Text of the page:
Feetham would have to wait for his next opportunity, the 1979 European Championships in Ostende, and this time there were no disappointments. McGeough retained his 10000 metres title (McGrath taking silver in the same event), Fry would take bronze in the knock-outs (it was a race off between Fry and Feetham for 3rd and 4th with Feetham giving up the medal so they could both be fresh for the next event) and Fry going on to win the 5000 metres. Feetham would realise his dream by winning the 20000 metres. Feetham actually crossed the line in second place behind Italian De Persio. There was bad blood between these De Persio and fellow Italian, Cruciani, that had begun some 12 months earlier in Mar del Plata. This time the two Italians trading punches with each other on the final lap, resulting in their disqualification and a subsequent gold medal for Feetham. Britain, for the second year in succession, had a hatrick of European gold medals. Nobody cared about the circumstances, least of all Feetham. His victory was well deserved and he had already proven that he was a worthy Champion. To top it all he would also be part of the British team that took silver in the European Road Championships in Leuven, Belgium, just a few weeks later.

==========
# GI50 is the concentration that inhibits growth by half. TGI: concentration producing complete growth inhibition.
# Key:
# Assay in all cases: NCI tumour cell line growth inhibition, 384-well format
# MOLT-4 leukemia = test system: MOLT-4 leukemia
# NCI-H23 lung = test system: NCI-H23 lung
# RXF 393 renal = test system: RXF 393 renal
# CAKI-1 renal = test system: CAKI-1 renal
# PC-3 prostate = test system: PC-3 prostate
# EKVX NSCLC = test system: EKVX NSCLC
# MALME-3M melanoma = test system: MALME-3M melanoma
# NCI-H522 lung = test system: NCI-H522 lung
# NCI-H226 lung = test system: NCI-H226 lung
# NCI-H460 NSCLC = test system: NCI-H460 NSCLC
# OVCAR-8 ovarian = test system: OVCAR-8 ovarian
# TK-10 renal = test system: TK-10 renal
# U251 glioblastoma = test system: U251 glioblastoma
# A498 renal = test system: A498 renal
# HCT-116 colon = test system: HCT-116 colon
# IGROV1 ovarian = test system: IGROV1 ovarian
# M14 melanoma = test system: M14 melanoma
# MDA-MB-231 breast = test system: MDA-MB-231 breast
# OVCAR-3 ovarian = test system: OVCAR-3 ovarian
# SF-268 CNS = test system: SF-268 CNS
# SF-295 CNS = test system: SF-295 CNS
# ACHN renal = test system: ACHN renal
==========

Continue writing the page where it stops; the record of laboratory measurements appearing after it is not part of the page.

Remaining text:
Feetham was the consumate professional. You would be wrong to think that the others were any less serious about winning than Feetham, but his focus, intensity and application to the task was unique within the team. His had his own diet and his own preparation, something which Team Manager Bob Halford sometimes despaired over, especially if the hotel menu wasn't quite to Feetham's "requirements". He analysed anything and everything and knew exactly what happened at what point in any race he had been in. He analysed how he felt, why he felt it, and then looked at ways he could improve. In contrast, Fry, Mullane and McGeough were all smoking around 40 cigarettes a day and were always quick to share a joke. All three wouldn't turn their nose up at steak and chips if it was presented to them for lunch either. John Fry (senior) once said that it would be difficult to put down in words just how different Feetham was. He was right, it is. But Feetham was, in some ways, ahead of his time, but with an intensity that few understood. And yet it worked - not only for him, but for the rest of the team as well. John Mullane gives his take on the team and Feetham's input at that time: